If your credit score and DTI are compromised, you still may qualify for a different type of loan than a conventional loan.
Know What Kind of Loan You Need
There are different types of home mortgage loans available to buyers in certain circumstances.
A conventional loan, which is the most popular, requires a good credit score and DTI, and also requires a 20 percent down payment. That means that on a $200,000 house, you’ll need a cash down payment of $40,000.
An FHA loan is a loan that the Federal Housing Administration backs up, meaning the government ensures the bank that the loan is paid. FHA loans can make way for a down payment as low as 3.5 percent and has reduced requirements for credit scores and debt-to-income ratios. However, applicants must meet a stringent set of requirements.image
A VA loan is designed to support active and retired veterans and their spouses. This type of loan does not come directly from the government, but the Department of Veteran Affairs does provide assurance to the bank that you’ll make your payments. Some VA loans don’t require any down payment at all, removing the majority of the financial burden from a military member’s home purchase.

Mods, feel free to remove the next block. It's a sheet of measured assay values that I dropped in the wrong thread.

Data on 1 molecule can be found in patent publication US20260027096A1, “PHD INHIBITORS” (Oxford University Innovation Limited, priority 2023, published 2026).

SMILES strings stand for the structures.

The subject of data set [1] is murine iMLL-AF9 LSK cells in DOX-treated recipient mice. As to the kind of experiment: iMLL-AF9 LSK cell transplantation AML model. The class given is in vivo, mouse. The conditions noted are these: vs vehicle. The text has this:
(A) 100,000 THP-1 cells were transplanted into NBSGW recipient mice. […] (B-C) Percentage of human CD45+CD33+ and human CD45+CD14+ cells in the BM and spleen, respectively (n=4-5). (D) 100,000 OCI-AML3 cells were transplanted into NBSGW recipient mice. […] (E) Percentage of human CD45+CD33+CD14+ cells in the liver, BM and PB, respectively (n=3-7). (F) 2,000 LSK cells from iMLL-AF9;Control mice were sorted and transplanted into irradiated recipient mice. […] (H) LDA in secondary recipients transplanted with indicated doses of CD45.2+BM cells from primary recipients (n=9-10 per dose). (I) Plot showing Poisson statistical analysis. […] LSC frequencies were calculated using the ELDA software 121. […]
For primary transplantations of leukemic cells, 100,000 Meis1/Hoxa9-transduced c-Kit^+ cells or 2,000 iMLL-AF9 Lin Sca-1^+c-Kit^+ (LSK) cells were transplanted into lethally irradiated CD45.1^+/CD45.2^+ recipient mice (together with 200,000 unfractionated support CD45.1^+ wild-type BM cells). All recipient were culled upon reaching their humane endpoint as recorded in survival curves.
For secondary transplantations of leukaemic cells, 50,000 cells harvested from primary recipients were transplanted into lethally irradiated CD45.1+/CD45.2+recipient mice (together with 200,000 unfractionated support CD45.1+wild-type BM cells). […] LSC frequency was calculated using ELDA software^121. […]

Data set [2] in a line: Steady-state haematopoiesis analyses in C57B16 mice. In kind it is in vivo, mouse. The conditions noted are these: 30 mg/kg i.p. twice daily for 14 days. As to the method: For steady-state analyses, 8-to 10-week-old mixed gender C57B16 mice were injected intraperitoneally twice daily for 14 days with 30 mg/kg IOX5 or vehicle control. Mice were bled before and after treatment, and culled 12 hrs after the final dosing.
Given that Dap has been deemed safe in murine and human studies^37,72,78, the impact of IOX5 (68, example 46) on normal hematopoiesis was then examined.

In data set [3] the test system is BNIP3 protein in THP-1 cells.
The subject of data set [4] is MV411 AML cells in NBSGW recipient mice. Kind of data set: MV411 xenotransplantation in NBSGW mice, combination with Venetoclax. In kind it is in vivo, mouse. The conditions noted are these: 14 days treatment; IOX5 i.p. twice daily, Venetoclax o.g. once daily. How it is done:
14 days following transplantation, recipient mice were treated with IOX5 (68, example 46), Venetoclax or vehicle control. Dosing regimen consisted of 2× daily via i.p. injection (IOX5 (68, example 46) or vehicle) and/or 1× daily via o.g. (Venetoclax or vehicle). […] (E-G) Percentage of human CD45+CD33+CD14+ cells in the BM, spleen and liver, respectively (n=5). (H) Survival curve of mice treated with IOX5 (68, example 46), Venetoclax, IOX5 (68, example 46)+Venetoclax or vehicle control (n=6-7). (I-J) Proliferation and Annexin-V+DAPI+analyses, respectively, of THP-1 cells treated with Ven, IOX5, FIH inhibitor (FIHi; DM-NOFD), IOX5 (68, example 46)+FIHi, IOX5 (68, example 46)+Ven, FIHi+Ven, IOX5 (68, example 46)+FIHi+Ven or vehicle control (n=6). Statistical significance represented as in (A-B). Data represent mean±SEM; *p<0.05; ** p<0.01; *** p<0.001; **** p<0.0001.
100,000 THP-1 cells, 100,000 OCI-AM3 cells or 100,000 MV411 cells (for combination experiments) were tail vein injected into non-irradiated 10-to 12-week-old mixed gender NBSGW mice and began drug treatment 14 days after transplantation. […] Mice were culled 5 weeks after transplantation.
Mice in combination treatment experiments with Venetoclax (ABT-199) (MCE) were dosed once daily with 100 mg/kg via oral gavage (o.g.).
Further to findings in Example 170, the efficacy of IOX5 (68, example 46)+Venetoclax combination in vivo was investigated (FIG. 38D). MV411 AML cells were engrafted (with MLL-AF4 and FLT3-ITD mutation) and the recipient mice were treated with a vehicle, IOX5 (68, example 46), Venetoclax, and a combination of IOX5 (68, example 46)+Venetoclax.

Finally, a USDA loan, which is designed for rural properties and farming, is guaranteed by the US Department of Agriculture. For this type of home mortgage loan, the down payment could be as low as three percent.
There are also some first-time buyer programs that may be available to you. Ask your real estate agent more about how you can lower your down payment.
There’s More to Pay Than the Down Payment
Many first-time buyers are caught completely by surprise when they are introduced to the term closing costs. When you go through a real estate transaction, several professionals get involved in providing a variety of services from lender fees to appraisals and inspections, and from attorney fees to title check and transfer – and all kinds of things in between. Collectively, the fees associated with these services are called closing costs and are paid, in cash, at closing.
In most cases, lenders do not envelop closing costs into your home mortgage loan, but there are some exceptions. You may find a lender that will roll closing costs into your loan, but you’ll pay a higher interest rate, and you’ll pay on those closing costs for the life of the loan, so likely for the next 30 years.
You can anticipate closing costs to be anywhere between two and eight percent of the amount of the loan but typically fall at around five percent. On a $200,000 home with a conventional loan, at five percent for closing costs, totals an additional $10,000 in cash.